Surely the longest running Judiciary Law§ 487 case known to man, Melcher v Greenberg Traurig LLP  2018 NY Slip Op 06310  Decided on September 27, 2018  Appellate Division, First Department has been modified and sent back to Supreme Court for trial.  Previously it had been severely clipped and stripped of most of the damage claims by Supreme Court.

“In the present action, Melcher seeks to recover treble damages against Corwin on the theory that Corwin, by propounding the allegedly fabricated 1998 writing on behalf of Fradd and AMFM in the Apollo action, engaged in “deceit or collusion, or consent[ed] to . . . deceit or collusion, with intent or deceive the court or any party” (Judiciary Law § 487[1]). Before us is Melcher’s appeal from, inter alia, Supreme Court’s order granting Corwin’s motion in limine to the extent of excluding the testimony of two of Melcher’s expert witnesses, Jonathan Lupkin and James Lynch. We note that, contrary to Corwin’s contention, the order determining the motion in limine is appealable because it involves the merits of the controversy and affects a substantial right (see Credit Suisse First Boston v Utrecht-America Fin. Co., 84 AD3d 579, 580 [1st Dept 2011]).

Initially, we find that the court’s preclusion of Lynch’s testimony should be affirmed. Melcher proposes to call Lynch to testify to the calculation of the difference in value between the judgment he obtained against the insolvent AMFM and the lesser amount he received in his subsequent settlement with Fradd. It is, however, entirely a matter of speculation whether the Apollo action would have been resolved while AMFM was still solvent had the 1998 writing not been propounded. Accordingly, that theory of damages, in support of which Melcher proposes to call Lynch to testify, does not afford Melcher a proper basis for recovery (see Feldman v Jasne, 294 AD2d 307 [1st Dept 2002]). Since Lynch’s testimony is not offered for any other purpose, it was properly precluded.

Melcher’s other expert witness, Lupkin, prepared a report calculating the attorneys’ fees and other costs Melcher incurred in litigating the Apollo action (excluding certain costs concededly not related to the 1998 writing) beginning from 19 different points in time during the litigation [FN2]. According to Lupkin, the factfinder in this case, based on whichever of these 19 points in time it determines to have been the point at which Corwin learned that the 1998 writing was fabricated, should award Melcher the corresponding damages figure as the amount of the excess legal costs he incurred by reason of Corwin’s alleged deceit. Although, for the reasons discussed below, the damages calculation in Lupkin’s report cannot be endorsed (even assuming that Melcher proves that Corwin violated Judiciary Law § 487), we conclude, substituting our [*3]discretion for that of Supreme Court, that Melcher should not be precluded from calling Lupkin to testify at trial.”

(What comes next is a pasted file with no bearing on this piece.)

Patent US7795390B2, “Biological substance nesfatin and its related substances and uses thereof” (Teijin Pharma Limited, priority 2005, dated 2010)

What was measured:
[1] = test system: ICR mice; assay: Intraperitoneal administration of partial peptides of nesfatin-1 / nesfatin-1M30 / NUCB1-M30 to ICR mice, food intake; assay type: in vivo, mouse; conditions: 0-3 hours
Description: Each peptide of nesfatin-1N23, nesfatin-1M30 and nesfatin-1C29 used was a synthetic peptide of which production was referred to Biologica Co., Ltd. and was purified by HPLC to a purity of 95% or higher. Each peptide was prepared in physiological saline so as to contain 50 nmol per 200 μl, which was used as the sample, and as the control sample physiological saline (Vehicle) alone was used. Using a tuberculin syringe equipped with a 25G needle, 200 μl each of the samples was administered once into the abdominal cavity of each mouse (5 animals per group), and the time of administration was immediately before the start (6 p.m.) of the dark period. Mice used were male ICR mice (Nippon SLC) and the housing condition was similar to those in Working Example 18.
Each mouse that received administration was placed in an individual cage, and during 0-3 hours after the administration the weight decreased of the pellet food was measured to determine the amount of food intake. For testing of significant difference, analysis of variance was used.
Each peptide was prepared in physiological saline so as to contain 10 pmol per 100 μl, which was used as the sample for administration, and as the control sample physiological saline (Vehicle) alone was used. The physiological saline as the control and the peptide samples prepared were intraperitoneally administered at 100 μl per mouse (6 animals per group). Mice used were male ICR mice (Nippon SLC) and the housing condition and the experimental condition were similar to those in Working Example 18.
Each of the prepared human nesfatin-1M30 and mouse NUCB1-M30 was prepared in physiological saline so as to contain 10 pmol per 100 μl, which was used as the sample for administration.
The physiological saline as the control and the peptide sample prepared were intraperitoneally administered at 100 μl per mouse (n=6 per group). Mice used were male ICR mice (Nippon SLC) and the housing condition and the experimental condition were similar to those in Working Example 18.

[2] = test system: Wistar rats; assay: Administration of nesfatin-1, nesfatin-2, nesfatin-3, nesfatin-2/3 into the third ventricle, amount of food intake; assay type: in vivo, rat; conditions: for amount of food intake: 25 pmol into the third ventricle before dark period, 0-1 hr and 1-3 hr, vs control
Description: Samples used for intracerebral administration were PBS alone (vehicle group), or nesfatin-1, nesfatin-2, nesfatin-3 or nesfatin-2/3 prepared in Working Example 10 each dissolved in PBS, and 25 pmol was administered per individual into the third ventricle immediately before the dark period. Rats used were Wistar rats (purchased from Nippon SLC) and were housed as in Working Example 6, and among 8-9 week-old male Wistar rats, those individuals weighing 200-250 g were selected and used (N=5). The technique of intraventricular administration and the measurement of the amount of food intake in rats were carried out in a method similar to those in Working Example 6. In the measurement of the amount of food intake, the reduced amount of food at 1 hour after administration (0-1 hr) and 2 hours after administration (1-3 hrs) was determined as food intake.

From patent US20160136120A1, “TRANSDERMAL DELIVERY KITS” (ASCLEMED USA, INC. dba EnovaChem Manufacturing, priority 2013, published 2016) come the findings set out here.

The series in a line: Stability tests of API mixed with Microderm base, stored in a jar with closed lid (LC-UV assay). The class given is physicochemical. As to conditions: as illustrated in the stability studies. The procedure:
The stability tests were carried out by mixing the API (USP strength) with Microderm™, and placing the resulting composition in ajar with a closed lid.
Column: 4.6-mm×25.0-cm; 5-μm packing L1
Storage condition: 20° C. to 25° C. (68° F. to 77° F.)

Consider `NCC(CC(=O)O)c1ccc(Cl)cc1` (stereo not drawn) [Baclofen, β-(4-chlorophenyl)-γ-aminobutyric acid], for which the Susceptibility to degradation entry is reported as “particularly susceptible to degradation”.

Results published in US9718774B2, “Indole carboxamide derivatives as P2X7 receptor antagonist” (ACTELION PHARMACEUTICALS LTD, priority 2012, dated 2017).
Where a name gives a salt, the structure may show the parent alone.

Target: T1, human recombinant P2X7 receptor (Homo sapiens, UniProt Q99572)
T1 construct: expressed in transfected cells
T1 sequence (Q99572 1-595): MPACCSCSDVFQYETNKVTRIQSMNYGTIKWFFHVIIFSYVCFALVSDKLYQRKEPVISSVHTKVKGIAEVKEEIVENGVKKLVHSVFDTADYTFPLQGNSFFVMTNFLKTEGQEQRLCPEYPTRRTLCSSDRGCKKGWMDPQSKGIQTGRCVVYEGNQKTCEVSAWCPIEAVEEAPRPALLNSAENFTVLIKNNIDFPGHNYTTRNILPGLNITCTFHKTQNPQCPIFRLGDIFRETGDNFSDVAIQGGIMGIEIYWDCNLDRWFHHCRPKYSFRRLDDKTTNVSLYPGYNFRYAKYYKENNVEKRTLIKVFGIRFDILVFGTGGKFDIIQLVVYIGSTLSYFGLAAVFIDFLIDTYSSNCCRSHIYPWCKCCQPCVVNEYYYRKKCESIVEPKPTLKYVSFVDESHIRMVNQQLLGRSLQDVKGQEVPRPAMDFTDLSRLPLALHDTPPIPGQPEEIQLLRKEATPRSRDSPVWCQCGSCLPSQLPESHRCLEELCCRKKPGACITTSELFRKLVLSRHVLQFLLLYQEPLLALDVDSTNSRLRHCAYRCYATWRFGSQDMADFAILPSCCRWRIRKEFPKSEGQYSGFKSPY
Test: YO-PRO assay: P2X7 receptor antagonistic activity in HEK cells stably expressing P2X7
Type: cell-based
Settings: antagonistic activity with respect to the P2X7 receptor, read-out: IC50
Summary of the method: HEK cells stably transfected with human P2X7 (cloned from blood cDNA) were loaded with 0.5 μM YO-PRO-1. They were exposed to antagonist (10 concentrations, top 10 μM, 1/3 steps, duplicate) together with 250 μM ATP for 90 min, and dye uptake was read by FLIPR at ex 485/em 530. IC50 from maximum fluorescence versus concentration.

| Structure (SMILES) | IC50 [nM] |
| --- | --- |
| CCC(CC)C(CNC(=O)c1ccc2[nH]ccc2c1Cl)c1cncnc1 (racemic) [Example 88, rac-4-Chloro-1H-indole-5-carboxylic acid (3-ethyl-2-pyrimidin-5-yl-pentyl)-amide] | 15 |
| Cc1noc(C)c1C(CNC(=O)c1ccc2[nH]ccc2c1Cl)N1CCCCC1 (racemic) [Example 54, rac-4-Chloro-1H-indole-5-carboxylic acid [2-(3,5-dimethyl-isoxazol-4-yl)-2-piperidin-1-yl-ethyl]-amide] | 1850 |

“In view of the foregoing, the potential damages figures proposed in Lupkin’s report — each of which assumes that Melcher may recover all of his costs in litigating the Apollo action (excluding only the costs he would have incurred in calculating damages even if a default judgment had been entered in his favor) from the time Corwin learned that the 1998 writing was fabricated, through the end of the case — do not constitute proper bases for recovery. Nonetheless, we are cognizant of the “evident intent [of Judiciary Law § 487] to enforce an attorney’s special obligation to protect the integrity of the courts and foster their truth-seeking function” (Amalfitano, 12 NY3d at 14; see also Specialized Indus. Servs. Corp. v Carter, 99 AD3d 692, 693 [2d Dept 2012] [noting that the statutory remedy is “designed . . . to deter” attorneys from “betraying” this obligation]). Accordingly, we exercise our discretion to modify Supreme Court’s order to permit Melcher to call Lupkin to testify as an expert witness on damages at trial, with the proviso that his testimony be limited to the assessment of the excess legal costs that Melcher was required to incur, during the period beginning February 17, 2004, [*4]and ending May 11, 2009, as the proximate result of any violation of Judiciary Law § 487 by Corwin that the factfinder may find to have occurred, as discussed above.”